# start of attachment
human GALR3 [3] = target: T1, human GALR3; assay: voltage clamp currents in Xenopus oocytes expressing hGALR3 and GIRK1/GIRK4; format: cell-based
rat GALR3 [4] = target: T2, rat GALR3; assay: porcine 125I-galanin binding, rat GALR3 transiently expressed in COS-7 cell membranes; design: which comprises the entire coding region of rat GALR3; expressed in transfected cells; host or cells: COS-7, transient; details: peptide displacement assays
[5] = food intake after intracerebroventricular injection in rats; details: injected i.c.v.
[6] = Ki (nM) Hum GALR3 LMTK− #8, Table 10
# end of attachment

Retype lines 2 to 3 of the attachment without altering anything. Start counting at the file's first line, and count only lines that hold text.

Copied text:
rat GALR3 [4] = target: T2, rat GALR3; assay: porcine 125I-galanin binding, rat GALR3 transiently expressed in COS-7 cell membranes; design: which comprises the entire coding region of rat GALR3; expressed in transfected cells; host or cells: COS-7, transient; details: peptide displacement assays
[5] = food intake after intracerebroventricular injection in rats; details: injected i.c.v.